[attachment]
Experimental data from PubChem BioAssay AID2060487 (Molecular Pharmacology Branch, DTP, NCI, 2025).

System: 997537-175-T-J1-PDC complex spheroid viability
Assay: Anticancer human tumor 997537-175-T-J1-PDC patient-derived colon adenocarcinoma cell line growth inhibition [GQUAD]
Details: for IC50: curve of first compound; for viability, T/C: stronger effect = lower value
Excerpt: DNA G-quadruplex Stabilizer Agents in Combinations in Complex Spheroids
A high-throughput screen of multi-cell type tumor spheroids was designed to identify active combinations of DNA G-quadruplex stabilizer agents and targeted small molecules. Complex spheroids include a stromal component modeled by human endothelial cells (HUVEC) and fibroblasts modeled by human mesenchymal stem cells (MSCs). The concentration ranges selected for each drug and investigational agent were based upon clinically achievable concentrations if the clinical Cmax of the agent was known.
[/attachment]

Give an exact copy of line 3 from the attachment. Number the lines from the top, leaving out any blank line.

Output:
Assay: Anticancer human tumor 997537-175-T-J1-PDC patient-derived colon adenocarcinoma cell line growth inhibition [GQUAD]